which wasn’t a tower, but there was a flag pole we could climb.  As you can see there is not much scenery behind the students as we were up into the clouds. and it was hard to see the lake much less any of the mountains from where we were.  Nonetheless Craig was determined to find the tower that we set off for, and so while the rest of us were fooling around and looking at the small plastic bag with the odd botanical stencil on it he was trying to find the tower.  And, after another half mile of walking up hill here it was:


You could not even see the top of the tower when you were standing right in front of it.  However, we had come this far and were determined to reach the peak.  So we climbed the 151 stairs to the top of the tower.  And we were barely treated to a view of each other.



You can see we were definitely in the clouds!

The walk back to the hostel was all downhill and definitely an easier walk.  We found a nice french bistro to stop for a happy hour drink, and enjoyed the rest.  After we got back to the Hostel and caught up with the rest of the students, Craig and I found a very nice Asian restaurant (Asian Garden) for our supper.  Back to the room and to bed.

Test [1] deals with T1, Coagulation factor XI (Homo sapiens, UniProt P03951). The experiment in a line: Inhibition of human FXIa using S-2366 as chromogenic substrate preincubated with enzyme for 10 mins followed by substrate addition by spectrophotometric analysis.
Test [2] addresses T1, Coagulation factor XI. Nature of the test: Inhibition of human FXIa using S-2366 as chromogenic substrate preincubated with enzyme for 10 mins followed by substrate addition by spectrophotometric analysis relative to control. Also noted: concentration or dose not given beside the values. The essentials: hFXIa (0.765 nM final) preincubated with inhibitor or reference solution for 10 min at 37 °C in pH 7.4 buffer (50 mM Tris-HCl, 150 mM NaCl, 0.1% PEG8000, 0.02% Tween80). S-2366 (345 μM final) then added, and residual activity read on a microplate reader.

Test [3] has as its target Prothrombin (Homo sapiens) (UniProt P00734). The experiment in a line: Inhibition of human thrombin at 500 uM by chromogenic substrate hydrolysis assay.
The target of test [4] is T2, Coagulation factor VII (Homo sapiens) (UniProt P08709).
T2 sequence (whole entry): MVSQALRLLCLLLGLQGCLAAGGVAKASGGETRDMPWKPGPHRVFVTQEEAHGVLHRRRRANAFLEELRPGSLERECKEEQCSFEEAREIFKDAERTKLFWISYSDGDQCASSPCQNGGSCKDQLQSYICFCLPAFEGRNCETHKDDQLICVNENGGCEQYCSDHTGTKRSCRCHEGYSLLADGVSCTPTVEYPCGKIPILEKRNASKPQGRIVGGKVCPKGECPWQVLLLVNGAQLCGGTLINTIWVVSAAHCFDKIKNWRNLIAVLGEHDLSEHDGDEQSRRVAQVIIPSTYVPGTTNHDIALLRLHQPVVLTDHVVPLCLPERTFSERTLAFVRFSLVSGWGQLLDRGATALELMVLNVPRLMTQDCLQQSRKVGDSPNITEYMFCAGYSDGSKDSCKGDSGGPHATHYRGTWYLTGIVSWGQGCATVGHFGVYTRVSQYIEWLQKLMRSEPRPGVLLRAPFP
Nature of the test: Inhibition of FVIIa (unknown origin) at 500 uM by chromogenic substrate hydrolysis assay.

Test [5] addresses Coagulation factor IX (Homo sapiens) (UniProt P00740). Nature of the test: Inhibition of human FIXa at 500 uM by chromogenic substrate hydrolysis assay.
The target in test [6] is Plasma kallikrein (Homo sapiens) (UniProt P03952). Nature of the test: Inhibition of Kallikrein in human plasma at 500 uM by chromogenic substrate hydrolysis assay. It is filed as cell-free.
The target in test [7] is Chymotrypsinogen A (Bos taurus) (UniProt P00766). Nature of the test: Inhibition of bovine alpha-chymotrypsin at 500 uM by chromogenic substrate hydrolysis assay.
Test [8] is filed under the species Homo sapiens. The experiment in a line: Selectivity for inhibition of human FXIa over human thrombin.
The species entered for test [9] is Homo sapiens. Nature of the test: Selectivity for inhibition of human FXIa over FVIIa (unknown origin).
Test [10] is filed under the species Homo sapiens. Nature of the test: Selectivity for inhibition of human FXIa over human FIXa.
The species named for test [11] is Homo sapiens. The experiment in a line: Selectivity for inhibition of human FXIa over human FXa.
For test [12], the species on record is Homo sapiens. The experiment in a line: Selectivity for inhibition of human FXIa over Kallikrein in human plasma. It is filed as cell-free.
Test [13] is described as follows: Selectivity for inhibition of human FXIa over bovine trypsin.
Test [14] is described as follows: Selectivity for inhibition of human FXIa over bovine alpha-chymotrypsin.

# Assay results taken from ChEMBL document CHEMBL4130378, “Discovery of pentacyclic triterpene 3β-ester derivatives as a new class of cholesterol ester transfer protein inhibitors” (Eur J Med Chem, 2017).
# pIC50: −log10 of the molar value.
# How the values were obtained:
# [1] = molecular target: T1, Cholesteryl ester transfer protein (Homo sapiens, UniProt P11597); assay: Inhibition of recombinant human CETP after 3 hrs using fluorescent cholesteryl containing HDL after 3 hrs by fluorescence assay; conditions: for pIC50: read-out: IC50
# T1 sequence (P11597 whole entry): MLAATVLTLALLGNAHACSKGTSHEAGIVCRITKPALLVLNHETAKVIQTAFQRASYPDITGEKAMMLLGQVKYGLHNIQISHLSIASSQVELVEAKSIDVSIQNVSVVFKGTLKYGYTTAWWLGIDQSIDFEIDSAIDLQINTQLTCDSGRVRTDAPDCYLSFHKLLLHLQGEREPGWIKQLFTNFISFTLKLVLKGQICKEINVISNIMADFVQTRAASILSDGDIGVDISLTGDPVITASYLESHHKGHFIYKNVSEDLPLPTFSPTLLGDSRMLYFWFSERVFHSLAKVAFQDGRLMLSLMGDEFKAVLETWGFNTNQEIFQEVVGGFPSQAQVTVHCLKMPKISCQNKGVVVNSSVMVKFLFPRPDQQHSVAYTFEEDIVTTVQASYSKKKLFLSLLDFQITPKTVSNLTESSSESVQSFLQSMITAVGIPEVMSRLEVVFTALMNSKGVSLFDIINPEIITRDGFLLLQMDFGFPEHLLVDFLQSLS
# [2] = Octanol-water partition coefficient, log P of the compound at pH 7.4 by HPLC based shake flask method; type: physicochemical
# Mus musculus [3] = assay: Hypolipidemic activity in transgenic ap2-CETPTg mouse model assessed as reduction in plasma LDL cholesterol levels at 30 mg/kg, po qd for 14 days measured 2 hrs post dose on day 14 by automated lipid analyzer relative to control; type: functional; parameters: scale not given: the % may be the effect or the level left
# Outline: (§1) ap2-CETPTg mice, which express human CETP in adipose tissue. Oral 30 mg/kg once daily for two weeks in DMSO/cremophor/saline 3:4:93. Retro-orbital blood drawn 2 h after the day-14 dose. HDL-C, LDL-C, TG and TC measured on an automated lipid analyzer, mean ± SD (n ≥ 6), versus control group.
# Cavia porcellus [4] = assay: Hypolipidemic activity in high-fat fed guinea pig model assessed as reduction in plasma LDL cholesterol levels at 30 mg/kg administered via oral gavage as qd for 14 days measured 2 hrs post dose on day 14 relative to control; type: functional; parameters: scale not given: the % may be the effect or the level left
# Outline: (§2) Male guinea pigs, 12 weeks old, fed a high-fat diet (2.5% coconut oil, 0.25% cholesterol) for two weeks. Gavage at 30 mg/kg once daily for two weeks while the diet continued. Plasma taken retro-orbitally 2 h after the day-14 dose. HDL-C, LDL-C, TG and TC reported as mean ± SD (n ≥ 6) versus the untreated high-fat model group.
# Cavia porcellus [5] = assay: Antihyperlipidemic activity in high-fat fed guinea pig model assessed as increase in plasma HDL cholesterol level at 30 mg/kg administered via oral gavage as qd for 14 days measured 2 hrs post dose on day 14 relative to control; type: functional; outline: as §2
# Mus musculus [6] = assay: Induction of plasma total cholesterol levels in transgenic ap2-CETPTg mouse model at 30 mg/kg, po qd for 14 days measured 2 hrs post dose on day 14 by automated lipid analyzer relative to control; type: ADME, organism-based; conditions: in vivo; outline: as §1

Its a great group of students and its fun to see them come together as they get to know each other better.  They rely less on us and more on each other with each passing day of the trip, and thats a good thing.


how lindsey vonn spoiled my day in interlaken

The morning started out like any other morning, up at 7:00, a light breakfast, then hop on the bus to the ski slopes.  OK, maybe not like every other morning, but a pretty desirable thing to aspire to anyway.